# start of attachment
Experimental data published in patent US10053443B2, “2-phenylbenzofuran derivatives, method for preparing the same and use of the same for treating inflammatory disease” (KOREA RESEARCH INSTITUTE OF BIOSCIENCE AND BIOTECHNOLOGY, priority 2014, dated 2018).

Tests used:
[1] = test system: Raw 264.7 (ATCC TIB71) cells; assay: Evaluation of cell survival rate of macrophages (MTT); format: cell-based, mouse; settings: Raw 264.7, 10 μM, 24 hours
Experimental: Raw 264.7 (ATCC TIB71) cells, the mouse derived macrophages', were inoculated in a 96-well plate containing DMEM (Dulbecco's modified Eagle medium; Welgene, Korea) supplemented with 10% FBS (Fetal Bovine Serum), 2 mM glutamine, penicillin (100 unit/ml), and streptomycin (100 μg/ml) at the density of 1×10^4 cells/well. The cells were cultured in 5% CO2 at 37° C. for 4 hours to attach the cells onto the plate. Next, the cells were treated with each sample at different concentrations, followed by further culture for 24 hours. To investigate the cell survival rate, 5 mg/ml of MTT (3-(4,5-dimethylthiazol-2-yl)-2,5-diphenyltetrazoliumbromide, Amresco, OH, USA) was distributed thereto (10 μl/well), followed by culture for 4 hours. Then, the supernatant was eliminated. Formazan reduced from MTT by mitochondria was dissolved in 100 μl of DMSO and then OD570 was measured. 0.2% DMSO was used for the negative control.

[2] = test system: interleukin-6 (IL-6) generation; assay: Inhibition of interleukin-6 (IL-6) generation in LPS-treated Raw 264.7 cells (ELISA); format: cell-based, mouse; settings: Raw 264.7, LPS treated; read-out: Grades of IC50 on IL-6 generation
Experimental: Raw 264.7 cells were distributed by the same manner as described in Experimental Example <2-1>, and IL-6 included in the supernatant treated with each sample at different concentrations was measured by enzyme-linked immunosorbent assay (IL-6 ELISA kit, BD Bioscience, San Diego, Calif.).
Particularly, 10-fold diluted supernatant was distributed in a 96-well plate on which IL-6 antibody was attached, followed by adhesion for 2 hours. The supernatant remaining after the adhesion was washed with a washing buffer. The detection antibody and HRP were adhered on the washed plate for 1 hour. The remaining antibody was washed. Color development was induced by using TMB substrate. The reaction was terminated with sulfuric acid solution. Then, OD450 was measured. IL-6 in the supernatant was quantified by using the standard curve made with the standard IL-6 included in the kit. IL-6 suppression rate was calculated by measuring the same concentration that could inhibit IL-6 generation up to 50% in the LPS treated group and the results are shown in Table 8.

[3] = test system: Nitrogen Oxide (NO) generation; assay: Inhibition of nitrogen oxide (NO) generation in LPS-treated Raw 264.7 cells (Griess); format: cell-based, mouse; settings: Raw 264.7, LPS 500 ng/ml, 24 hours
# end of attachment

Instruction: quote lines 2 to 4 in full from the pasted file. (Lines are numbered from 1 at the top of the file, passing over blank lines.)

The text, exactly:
Tests used:
[1] = test system: Raw 264.7 (ATCC TIB71) cells; assay: Evaluation of cell survival rate of macrophages (MTT); format: cell-based, mouse; settings: Raw 264.7, 10 μM, 24 hours
Experimental: Raw 264.7 (ATCC TIB71) cells, the mouse derived macrophages', were inoculated in a 96-well plate containing DMEM (Dulbecco's modified Eagle medium; Welgene, Korea) supplemented with 10% FBS (Fetal Bovine Serum), 2 mM glutamine, penicillin (100 unit/ml), and streptomycin (100 μg/ml) at the density of 1×10^4 cells/well. The cells were cultured in 5% CO2 at 37° C. for 4 hours to attach the cells onto the plate. Next, the cells were treated with each sample at different concentrations, followed by further culture for 24 hours. To investigate the cell survival rate, 5 mg/ml of MTT (3-(4,5-dimethylthiazol-2-yl)-2,5-diphenyltetrazoliumbromide, Amresco, OH, USA) was distributed thereto (10 μl/well), followed by culture for 4 hours. Then, the supernatant was eliminated. Formazan reduced from MTT by mitochondria was dissolved in 100 μl of DMSO and then OD570 was measured. 0.2% DMSO was used for the negative control.